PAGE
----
Although Vanessa Bell painted a great variety of subjects throughout her career, it is perhaps in still life that she is at her most personal, revealing and unselfconscious. Two of her best-known, rare early works, from the years 1908-10, Iceland Poppies and Apples: 46 Gordon Square (both Charleston Trust) show her delight in and mastery of solid objects in a mood that is relaxed, meditative and intimate. It was after seeing the former work that Sickert exclaimed to the artist, 'Continuez!' when it was shown at the New English Art Club in 1909. This boosted her confidence and in the following years, whenever she needed some respite from designing for the Omega Workshops or the practical difficulties of sitters and models, she could turn to the uninterrupted contemplation that still life afforded her.
The present work dates from circa 1919. Although the colour is rich, it does not have the prismatic exuberance of her earlier Post-Impressionist period works. The famous European rappel à l'ordre that consciously or unconsciously affected artists of many aesthetic persuasions around 1918 and afterwards was certainly evident in the works Bell produced at that period. Six apples are seen in a boldly striped shallow dish resting on the low seat of a chair. The dish is not a product of the Omega Workshops but might well have been acquired there as the Omega sold Mediterranean and North African pottery from its premises in Fitzroy Square. The chair is one of a pair of early 19th century prie-dieu chairs of gilded wood with embroidered and beadwork upholstery which Duncan Grant bought in a second-hand shop in Brighton in about 1917-8. These chairs are still at Charleston in Grant's bedroom. Their dramatic foliage design on a red ground formed the setting of several still life paintings by Bell and Grant around the years 1919-22. Grant's Hollyhocks on a Prie-dieu at Charleston (circa 1920) was exhibited in Duncan Grant and Vanessa Bell, London, Spink, 1991, no. 46, reproduced, and a similar painting by Grant of a vase of dahlias on the same chair is reproduced in Simon Watney, The Art of Duncan Grant, London, 1990, pl. 36.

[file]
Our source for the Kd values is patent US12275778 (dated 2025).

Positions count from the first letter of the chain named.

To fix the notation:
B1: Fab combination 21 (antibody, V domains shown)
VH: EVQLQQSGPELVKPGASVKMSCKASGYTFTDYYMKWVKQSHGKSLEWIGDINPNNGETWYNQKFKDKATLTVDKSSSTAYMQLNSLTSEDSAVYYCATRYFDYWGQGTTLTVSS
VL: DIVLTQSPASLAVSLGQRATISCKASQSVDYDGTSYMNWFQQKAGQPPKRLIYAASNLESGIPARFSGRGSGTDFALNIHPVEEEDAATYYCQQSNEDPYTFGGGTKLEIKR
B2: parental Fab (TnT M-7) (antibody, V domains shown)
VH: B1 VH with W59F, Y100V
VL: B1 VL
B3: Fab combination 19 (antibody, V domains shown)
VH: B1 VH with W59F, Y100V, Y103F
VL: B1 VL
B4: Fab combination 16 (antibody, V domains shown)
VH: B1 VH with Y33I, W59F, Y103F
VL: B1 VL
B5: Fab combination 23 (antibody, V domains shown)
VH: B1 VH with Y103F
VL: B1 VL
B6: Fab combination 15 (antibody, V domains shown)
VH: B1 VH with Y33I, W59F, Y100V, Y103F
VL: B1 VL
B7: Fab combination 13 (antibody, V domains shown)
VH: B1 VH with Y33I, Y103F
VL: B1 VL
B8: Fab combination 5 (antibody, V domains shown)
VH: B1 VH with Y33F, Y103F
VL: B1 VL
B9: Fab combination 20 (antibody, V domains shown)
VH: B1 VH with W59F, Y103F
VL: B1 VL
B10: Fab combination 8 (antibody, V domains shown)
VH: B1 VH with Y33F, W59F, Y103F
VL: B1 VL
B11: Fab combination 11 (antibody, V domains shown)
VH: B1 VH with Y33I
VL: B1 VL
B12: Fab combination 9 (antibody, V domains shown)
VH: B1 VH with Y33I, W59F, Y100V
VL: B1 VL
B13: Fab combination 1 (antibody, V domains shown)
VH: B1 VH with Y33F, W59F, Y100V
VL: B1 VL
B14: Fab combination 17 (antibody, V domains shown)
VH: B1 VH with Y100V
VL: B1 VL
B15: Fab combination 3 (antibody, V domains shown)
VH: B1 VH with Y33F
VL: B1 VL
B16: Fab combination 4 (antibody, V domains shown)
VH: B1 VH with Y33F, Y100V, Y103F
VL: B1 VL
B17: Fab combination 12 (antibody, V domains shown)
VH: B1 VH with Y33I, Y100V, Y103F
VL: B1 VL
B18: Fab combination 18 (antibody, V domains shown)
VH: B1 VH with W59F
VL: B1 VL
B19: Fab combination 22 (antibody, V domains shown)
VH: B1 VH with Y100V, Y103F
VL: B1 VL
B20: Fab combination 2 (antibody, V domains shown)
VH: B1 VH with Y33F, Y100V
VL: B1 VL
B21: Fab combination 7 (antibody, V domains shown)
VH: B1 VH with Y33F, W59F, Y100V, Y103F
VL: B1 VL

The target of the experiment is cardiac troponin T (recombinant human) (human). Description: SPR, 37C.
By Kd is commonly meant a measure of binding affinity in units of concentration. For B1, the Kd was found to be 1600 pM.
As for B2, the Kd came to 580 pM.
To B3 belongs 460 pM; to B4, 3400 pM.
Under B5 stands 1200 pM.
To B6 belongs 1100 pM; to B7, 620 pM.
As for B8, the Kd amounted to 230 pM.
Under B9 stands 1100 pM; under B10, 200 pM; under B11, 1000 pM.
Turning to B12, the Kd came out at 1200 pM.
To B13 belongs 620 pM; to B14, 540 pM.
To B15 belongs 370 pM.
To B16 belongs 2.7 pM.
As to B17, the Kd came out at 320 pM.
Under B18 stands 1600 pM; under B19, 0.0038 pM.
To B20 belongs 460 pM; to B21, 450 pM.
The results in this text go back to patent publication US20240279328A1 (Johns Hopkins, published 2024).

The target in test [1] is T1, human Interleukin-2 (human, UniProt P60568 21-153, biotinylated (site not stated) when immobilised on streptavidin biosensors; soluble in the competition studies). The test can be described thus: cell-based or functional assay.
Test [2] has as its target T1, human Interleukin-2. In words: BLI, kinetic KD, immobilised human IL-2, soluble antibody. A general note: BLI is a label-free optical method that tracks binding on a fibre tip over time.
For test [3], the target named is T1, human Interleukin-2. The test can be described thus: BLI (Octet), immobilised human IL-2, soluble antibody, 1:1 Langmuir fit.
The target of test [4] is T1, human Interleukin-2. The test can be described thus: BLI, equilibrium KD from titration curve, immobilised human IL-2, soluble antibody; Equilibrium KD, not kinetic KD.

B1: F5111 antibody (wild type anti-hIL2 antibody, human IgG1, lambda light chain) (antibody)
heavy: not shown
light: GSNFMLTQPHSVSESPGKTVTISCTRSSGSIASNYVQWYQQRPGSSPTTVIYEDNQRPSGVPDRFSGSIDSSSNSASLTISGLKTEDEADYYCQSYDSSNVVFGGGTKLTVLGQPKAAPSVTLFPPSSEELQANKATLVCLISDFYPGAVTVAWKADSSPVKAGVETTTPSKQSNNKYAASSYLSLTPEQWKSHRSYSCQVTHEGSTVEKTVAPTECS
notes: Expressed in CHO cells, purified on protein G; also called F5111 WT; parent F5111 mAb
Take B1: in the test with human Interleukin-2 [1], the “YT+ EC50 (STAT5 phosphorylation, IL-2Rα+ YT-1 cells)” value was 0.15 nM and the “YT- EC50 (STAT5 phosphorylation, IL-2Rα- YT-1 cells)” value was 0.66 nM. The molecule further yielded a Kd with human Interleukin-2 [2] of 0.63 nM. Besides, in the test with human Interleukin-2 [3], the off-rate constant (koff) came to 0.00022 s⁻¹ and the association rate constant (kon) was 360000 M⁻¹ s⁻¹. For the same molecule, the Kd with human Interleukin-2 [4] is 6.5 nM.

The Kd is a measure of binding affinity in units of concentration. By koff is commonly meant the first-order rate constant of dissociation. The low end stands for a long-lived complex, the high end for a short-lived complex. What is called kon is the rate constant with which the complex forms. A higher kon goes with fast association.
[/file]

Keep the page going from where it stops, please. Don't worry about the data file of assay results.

It is worth remembering that a year or so before this work was painted, Maynard Keynes came back from Paris where he had bought a still life of seven apples by Cézanne from the sale of Degas's collection in 1918. He returned via Charleston and the little painting had an electrifying effect on Bell and Grant (who had seen very little French art during the years of the First World War). The still lifes of both painters at Charleston at this time seemed to find a confirmation in the great example of Cézanne whose modestly scaled study of apples they briefly had before them. Bell's tilted composition, the dish seen from above on the low chair seat, and the subdued but not sombre colouring, set the pace and tone of her work over the next few years.
We are very grateful to Richard Shone for providing the catalogue note for this lot.
For further information about Arthur Crossland please see the catalogue entry for lot 41.